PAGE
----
Drug price transparency
Pharmaceutical manufacturers, insurance companies, and pharmacy benefit managers set prices for the medications that patients rely on every day. But how are they making these decisions? Why does a life-saving drug cost a few dollars per pill one day and then a few hundred dollars the next? Their business models make it hard to know if they are putting profits ahead of patient care, and make it difficult for consumers to hold them accountable. Tell Congress to demand these companies introduce transparency to the general public. Americans spend billions of dollars each year for their products, the least they can do is let us know what we're paying for. Take action
Your physician knows the best treatment for you. Unfortunately, they’re not always the ones making the final decision. Instead, a process called prior authorization is used to deny or approve treatment prescribed by your physician. Why is approval needed if your physician prescribed the treatment and you’re paying for a health insurance plan that covers it? Learn more
Health system reform
The AMA believes patients should remain at the center of all reform efforts. We are committed to working with leadership in both parties to improve health insurance coverage and health care access so that patients receive timely, high-quality care, preventive services, medications and other necessary treatments. Let's all pledge to put patients before politics. Take Action.
Congress passed historic legislation that finally repealed the sustainable growth rate (SGR) formula in Medicare. The "Medicare Access and CHIP Reauthorization Act (MACRA)" removed the yearly threat of a “doc fix” that could have jeopardized patients’ getting access to the care they needed. Recently the Centers for Medicare and Medicaid Services (CMS) released a proposed rule on MACRA which begins to outline the new payment program that will replace the flawed SGR formula. While many of these proposed improvements are a step in the right direction, physicians remain entangled in a complicated web of overlapping and sometimes contradictory regulations that distract them from patient care. Take action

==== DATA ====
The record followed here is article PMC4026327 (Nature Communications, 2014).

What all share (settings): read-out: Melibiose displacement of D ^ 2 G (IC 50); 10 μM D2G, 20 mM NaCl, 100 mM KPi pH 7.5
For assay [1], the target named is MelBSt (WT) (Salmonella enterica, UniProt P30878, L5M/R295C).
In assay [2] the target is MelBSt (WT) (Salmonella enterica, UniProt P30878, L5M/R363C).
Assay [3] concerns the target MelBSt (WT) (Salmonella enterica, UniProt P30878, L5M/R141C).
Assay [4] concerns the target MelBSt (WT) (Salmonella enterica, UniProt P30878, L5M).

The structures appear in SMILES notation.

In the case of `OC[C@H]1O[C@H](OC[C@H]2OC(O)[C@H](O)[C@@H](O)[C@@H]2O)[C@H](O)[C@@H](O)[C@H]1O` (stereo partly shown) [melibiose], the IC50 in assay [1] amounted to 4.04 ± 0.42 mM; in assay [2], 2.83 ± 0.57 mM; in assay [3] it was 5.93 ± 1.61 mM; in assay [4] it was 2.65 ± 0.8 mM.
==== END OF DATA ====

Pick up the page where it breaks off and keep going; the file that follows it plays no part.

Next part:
Opioid misuse, addiction, overdose and death have become an epidemic in America. In fact over the past 15 years, the nation's opioid epidemic has claimed more than 250,000 lives, according to data from the Centers for Disease Control and Prevention (CDC). Congress has recently turned its attention to this most urgent issue by passing some initial reforms that would expand physician office-based treatment of patients with opioid use disorders. While this is an encouraging first step, lawmakers have much more work to do. Take action
Telemedicine is a key innovation in support of health care delivery reform. Correctly implemented, it can be leveraged in initiatives to improve access to care, care coordination and quality, as well as reduce the rate of growth in health care spending. Unfortunately outdated government red-tape often impedes advancements in telemedicine, which can have a negative effect on the patient-physician relationship. Take action